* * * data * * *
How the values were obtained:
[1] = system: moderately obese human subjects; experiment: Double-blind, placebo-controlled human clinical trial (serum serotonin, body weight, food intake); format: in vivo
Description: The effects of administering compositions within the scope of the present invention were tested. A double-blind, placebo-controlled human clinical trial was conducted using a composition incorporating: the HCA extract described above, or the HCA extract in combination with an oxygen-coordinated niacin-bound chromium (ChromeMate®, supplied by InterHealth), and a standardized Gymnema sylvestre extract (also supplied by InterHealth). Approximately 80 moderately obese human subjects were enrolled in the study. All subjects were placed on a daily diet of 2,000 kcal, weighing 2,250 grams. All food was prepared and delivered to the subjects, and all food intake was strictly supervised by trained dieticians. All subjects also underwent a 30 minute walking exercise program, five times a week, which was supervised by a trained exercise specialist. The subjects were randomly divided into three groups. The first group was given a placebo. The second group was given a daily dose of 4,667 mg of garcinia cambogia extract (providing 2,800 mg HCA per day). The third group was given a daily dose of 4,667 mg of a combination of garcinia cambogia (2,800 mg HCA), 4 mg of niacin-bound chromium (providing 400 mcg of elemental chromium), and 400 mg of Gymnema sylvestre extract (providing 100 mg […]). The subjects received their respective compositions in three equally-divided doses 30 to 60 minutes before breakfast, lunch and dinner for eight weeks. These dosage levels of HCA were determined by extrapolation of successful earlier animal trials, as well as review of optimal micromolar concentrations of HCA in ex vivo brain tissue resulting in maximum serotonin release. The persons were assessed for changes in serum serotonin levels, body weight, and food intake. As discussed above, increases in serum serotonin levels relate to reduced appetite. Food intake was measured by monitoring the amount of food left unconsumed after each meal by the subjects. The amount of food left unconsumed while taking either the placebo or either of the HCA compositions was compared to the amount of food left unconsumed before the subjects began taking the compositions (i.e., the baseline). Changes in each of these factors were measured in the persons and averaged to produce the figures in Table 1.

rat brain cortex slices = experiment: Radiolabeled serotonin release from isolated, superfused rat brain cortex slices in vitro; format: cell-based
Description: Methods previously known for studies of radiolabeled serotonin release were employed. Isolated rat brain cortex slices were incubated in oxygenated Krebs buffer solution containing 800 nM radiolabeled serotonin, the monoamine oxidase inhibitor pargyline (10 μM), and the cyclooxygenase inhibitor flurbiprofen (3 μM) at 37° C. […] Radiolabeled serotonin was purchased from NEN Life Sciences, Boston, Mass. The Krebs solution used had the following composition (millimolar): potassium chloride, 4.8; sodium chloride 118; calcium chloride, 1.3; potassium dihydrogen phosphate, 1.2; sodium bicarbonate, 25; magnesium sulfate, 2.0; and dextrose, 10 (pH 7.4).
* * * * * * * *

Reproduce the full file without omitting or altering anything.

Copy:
How the values were obtained:
[1] = system: moderately obese human subjects; experiment: Double-blind, placebo-controlled human clinical trial (serum serotonin, body weight, food intake); format: in vivo
Description: The effects of administering compositions within the scope of the present invention were tested. A double-blind, placebo-controlled human clinical trial was conducted using a composition incorporating: the HCA extract described above, or the HCA extract in combination with an oxygen-coordinated niacin-bound chromium (ChromeMate®, supplied by InterHealth), and a standardized Gymnema sylvestre extract (also supplied by InterHealth). Approximately 80 moderately obese human subjects were enrolled in the study. All subjects were placed on a daily diet of 2,000 kcal, weighing 2,250 grams. All food was prepared and delivered to the subjects, and all food intake was strictly supervised by trained dieticians. All subjects also underwent a 30 minute walking exercise program, five times a week, which was supervised by a trained exercise specialist. The subjects were randomly divided into three groups. The first group was given a placebo. The second group was given a daily dose of 4,667 mg of garcinia cambogia extract (providing 2,800 mg HCA per day). The third group was given a daily dose of 4,667 mg of a combination of garcinia cambogia (2,800 mg HCA), 4 mg of niacin-bound chromium (providing 400 mcg of elemental chromium), and 400 mg of Gymnema sylvestre extract (providing 100 mg […]). The subjects received their respective compositions in three equally-divided doses 30 to 60 minutes before breakfast, lunch and dinner for eight weeks. These dosage levels of HCA were determined by extrapolation of successful earlier animal trials, as well as review of optimal micromolar concentrations of HCA in ex vivo brain tissue resulting in maximum serotonin release. The persons were assessed for changes in serum serotonin levels, body weight, and food intake. As discussed above, increases in serum serotonin levels relate to reduced appetite. Food intake was measured by monitoring the amount of food left unconsumed after each meal by the subjects. The amount of food left unconsumed while taking either the placebo or either of the HCA compositions was compared to the amount of food left unconsumed before the subjects began taking the compositions (i.e., the baseline). Changes in each of these factors were measured in the persons and averaged to produce the figures in Table 1.

rat brain cortex slices = experiment: Radiolabeled serotonin release from isolated, superfused rat brain cortex slices in vitro; format: cell-based
Description: Methods previously known for studies of radiolabeled serotonin release were employed. Isolated rat brain cortex slices were incubated in oxygenated Krebs buffer solution containing 800 nM radiolabeled serotonin, the monoamine oxidase inhibitor pargyline (10 μM), and the cyclooxygenase inhibitor flurbiprofen (3 μM) at 37° C. […] Radiolabeled serotonin was purchased from NEN Life Sciences, Boston, Mass. The Krebs solution used had the following composition (millimolar): potassium chloride, 4.8; sodium chloride 118; calcium chloride, 1.3; potassium dihydrogen phosphate, 1.2; sodium bicarbonate, 25; magnesium sulfate, 2.0; and dextrose, 10 (pH 7.4).